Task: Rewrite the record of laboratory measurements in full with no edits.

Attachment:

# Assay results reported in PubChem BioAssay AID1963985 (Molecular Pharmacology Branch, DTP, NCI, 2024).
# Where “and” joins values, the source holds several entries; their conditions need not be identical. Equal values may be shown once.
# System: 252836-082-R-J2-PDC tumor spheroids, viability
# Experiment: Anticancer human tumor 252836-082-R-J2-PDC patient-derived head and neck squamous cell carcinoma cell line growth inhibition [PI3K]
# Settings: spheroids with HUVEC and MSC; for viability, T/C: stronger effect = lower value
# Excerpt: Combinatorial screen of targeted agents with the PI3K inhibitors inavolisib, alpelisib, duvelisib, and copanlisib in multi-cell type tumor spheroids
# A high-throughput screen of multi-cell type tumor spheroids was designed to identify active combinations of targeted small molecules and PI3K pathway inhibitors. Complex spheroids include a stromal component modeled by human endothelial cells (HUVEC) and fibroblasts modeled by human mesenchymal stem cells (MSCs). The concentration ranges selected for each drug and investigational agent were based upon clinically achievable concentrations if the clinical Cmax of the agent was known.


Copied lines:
# Assay results reported in PubChem BioAssay AID1963985 (Molecular Pharmacology Branch, DTP, NCI, 2024).
# Where “and” joins values, the source holds several entries; their conditions need not be identical. Equal values may be shown once.
# System: 252836-082-R-J2-PDC tumor spheroids, viability
# Experiment: Anticancer human tumor 252836-082-R-J2-PDC patient-derived head and neck squamous cell carcinoma cell line growth inhibition [PI3K]
# Settings: spheroids with HUVEC and MSC; for viability, T/C: stronger effect = lower value
# Excerpt: Combinatorial screen of targeted agents with the PI3K inhibitors inavolisib, alpelisib, duvelisib, and copanlisib in multi-cell type tumor spheroids
# A high-throughput screen of multi-cell type tumor spheroids was designed to identify active combinations of targeted small molecules and PI3K pathway inhibitors. Complex spheroids include a stromal component modeled by human endothelial cells (HUVEC) and fibroblasts modeled by human mesenchymal stem cells (MSCs). The concentration ranges selected for each drug and investigational agent were based upon clinically achievable concentrations if the clinical Cmax of the agent was known.